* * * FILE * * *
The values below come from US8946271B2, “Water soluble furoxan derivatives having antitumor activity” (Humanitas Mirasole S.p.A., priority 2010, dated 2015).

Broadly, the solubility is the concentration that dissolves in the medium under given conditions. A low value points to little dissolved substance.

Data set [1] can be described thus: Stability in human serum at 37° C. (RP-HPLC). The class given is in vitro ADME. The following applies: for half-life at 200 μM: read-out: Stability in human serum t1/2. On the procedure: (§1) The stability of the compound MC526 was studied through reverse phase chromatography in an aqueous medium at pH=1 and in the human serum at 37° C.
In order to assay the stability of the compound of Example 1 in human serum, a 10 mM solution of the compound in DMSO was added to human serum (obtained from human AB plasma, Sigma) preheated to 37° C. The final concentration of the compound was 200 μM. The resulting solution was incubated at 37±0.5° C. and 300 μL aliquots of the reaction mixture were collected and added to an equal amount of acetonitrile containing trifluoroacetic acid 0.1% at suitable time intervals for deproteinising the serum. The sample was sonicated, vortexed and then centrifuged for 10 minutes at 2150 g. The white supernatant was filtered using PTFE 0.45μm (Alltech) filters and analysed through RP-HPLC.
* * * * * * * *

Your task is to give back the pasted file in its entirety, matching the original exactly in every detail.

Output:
The values below come from US8946271B2, “Water soluble furoxan derivatives having antitumor activity” (Humanitas Mirasole S.p.A., priority 2010, dated 2015).

Broadly, the solubility is the concentration that dissolves in the medium under given conditions. A low value points to little dissolved substance.

Data set [1] can be described thus: Stability in human serum at 37° C. (RP-HPLC). The class given is in vitro ADME. The following applies: for half-life at 200 μM: read-out: Stability in human serum t1/2. On the procedure: (§1) The stability of the compound MC526 was studied through reverse phase chromatography in an aqueous medium at pH=1 and in the human serum at 37° C.
In order to assay the stability of the compound of Example 1 in human serum, a 10 mM solution of the compound in DMSO was added to human serum (obtained from human AB plasma, Sigma) preheated to 37° C. The final concentration of the compound was 200 μM. The resulting solution was incubated at 37±0.5° C. and 300 μL aliquots of the reaction mixture were collected and added to an equal amount of acetonitrile containing trifluoroacetic acid 0.1% at suitable time intervals for deproteinising the serum. The sample was sonicated, vortexed and then centrifuged for 10 minutes at 2150 g. The white supernatant was filtered using PTFE 0.45μm (Alltech) filters and analysed through RP-HPLC.